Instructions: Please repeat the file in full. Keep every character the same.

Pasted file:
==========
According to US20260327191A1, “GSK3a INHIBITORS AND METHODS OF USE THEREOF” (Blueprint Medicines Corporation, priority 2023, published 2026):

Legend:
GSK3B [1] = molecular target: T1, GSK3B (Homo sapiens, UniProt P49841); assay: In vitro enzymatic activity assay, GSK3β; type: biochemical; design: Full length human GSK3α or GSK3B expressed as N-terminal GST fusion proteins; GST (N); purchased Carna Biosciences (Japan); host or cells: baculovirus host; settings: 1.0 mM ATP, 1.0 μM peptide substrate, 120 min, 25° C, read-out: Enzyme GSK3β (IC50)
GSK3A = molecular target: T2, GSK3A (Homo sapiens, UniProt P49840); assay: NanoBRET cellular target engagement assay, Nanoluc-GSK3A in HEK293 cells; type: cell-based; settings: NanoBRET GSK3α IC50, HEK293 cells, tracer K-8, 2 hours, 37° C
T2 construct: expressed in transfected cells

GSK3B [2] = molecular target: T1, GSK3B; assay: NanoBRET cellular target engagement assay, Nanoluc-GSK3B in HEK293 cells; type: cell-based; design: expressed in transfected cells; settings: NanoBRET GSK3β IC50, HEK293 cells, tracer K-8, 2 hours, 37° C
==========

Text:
According to US20260327191A1, “GSK3a INHIBITORS AND METHODS OF USE THEREOF” (Blueprint Medicines Corporation, priority 2023, published 2026):

Legend:
GSK3B [1] = molecular target: T1, GSK3B (Homo sapiens, UniProt P49841); assay: In vitro enzymatic activity assay, GSK3β; type: biochemical; design: Full length human GSK3α or GSK3B expressed as N-terminal GST fusion proteins; GST (N); purchased Carna Biosciences (Japan); host or cells: baculovirus host; settings: 1.0 mM ATP, 1.0 μM peptide substrate, 120 min, 25° C, read-out: Enzyme GSK3β (IC50)
GSK3A = molecular target: T2, GSK3A (Homo sapiens, UniProt P49840); assay: NanoBRET cellular target engagement assay, Nanoluc-GSK3A in HEK293 cells; type: cell-based; settings: NanoBRET GSK3α IC50, HEK293 cells, tracer K-8, 2 hours, 37° C
T2 construct: expressed in transfected cells

GSK3B [2] = molecular target: T1, GSK3B; assay: NanoBRET cellular target engagement assay, Nanoluc-GSK3B in HEK293 cells; type: cell-based; design: expressed in transfected cells; settings: NanoBRET GSK3β IC50, HEK293 cells, tracer K-8, 2 hours, 37° C